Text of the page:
Etymology
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Algol 
variable star (Beta Persei) in the constellation Perseus, late 14c., literally "the Demon," from Arabic al-ghul "the demon" (see ghoul). It corresponds, in modern representations of the constellation, to the gorgon's head Perseus holds, but probably it was so called because it visibly varies in brightness every three days, which sets it apart from other bright stars.

The computer language (1959) is a contraction of algo(rithmic) l(anguage); see algorithm.
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irregular (adj.)
late 14c., "not in conformity with Church rules," from Old French irreguler "irregular, incapable, incompetent" (13c., Modern French irrégulier), from Medieval Latin irregularis "not regular," from assimilated form of in- "not, opposite of" (see in- (1)) + Latin regularis "having rules" (see regular (adj.)). General sense of "not conforming to regular rules or principles" is from late 15c. "It expresses the fact of being out of conformity with rule, but implies nothing more with certainty. Yet the word is sometimes used in a sinister sense, as though it were a euphemism for something worse." [Century Dictionary] Meaning "unsymmetrical" is from 1580s. In reference to variable stars, from 1797.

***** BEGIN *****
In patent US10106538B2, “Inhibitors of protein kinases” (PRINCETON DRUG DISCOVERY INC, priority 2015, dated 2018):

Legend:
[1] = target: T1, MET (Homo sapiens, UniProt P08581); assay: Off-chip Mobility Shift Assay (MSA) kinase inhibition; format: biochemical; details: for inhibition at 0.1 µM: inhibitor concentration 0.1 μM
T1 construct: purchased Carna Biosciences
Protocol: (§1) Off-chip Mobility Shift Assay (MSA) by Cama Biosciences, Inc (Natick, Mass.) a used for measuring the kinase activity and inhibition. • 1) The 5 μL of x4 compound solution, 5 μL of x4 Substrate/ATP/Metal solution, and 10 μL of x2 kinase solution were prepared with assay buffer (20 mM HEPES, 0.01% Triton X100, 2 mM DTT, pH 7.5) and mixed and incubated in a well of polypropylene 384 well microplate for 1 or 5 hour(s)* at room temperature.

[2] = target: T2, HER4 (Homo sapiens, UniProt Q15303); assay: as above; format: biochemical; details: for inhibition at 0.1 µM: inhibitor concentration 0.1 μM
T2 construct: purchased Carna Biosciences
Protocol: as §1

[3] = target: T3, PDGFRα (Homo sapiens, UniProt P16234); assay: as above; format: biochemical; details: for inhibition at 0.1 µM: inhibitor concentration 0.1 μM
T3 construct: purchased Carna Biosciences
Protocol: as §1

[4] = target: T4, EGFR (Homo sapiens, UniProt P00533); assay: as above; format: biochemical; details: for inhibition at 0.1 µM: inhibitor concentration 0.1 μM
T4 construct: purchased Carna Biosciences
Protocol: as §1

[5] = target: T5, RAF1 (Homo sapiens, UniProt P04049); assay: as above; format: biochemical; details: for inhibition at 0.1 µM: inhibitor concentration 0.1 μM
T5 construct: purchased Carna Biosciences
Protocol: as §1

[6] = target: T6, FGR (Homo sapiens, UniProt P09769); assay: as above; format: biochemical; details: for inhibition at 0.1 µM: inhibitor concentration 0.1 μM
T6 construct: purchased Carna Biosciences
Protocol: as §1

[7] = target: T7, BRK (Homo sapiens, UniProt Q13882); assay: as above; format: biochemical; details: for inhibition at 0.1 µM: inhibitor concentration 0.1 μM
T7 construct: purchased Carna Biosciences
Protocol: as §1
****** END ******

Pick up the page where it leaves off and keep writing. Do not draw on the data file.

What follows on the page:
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dependent (adj.)

also dependant, late 14c., "relying for existence on;" early 15c. as "contingent, related to some condition;" from Old French dependant, present-participle adjective from dependre "to hang down," from Latin dependere "to hang from, hang down; be dependent on, be derived," from de "from, down" (see de-) + pendere "to hang, cause to hang; weigh" (from PIE root *(s)pen- "to draw, stretch, spin").

For spelling, see dependant (n.). In some cases the English word is directly from Latin dependentem (nominative dependens), present participle of dependere. From early 15c. in the literal sense of "hanging down, pendent." From 1640s as "subordinate, under the control of or needing aid from an extraneous source." Dependent variable in mathematics is recorded from 1852.

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chameleon (n.)

lizard-like reptile notable for its ability to change color, mid-14c., camelion, from Old French caméléon, from Latin chamaeleon, from Greek khamaileon "the chameleon," from khamai "on the ground" (also "dwarf"), akin to chthon "earth" (from PIE root *dhghem- "earth") + leon "lion" (see lion).

Perhaps the large head-crest on some species was thought to resemble a lion's mane. Greek khamalos meant "on the ground, creeping," also "low, trifling, diminutive." The classical -h- was restored in English early 18c. Figurative sense of "variable person" is 1580s. It formerly was supposed to live on air (as in "Hamlet" III.ii.98). The constellation was one of the 11 added to Ptolemy's list in the 1610s by Flemish cartographer Petrus Plancius (1552-1622) after Europeans began to explore the Southern Hemisphere.